During my years on the staff of The Lawton Constitution, I covered several Indian tribes and in the process became fairly well-versed in exactly what is meant when tribes refer to themselves as nations.
It wasn’t long before I was well schooled in both the concept of tribal sovereignty – and the reality of it in practice.
The comeuppance if you will awaiting outsiders who would challenge the unique status of these nations within our nation.
One chairman explained it to me like this:
“Tribal sovereignty means we can do everything the state or federal government can do except raise an army or print our own currency.”
It is a birthright that tribal leaders take very seriously and will defend to the highest court in the land.
I saw the Kiowas – a tribe neither very populous nor prosperous – take a sovereignty case all the way to the United States Supreme Court. And win.
That judgement took down one of the largest advertising agencies in the state and left lenders empty-handed.
I witnessed a judge in a Bureau of Indian Affairs courtroom chastise non-Indian attorneys when they tried to argue a Constitutional point in a case.
Tribal customs and constitutions take precedence over the U.S. Constitution.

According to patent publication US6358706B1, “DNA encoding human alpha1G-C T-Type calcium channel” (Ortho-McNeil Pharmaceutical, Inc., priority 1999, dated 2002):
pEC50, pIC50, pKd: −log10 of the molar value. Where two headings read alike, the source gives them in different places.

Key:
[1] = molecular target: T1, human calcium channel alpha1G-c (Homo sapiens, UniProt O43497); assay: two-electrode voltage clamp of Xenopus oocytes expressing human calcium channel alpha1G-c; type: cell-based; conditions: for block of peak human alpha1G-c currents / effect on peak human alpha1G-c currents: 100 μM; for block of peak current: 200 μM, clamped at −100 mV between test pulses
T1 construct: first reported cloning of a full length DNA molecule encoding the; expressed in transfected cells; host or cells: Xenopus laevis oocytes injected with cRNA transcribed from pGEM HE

I learned quickly when I stepped foot on tribal land I was a visitor from another country.
Those lessons weren’t hard. Maybe because as an Army brat I spent many years in other countries.
Or because as a journalist I’m trained to look at things from more than one angle.
Now the state is squared off against the tribes because one man thinks he can force the tribes to accept his terms and renegotiate a gaming compact that was written to automatically renew.
The Chickasaw, Choctaw and Cherokee Nations have filed suit in federal court to force the state to honor the compact as written.
Talk about deja vu.
The state has already spent more than $200,000 in legal fees and will probably spend another $300,000 to defend this lawsuit.
And that is our money, by the way.
Our governor needs a comeuppance and I think it is heading his way.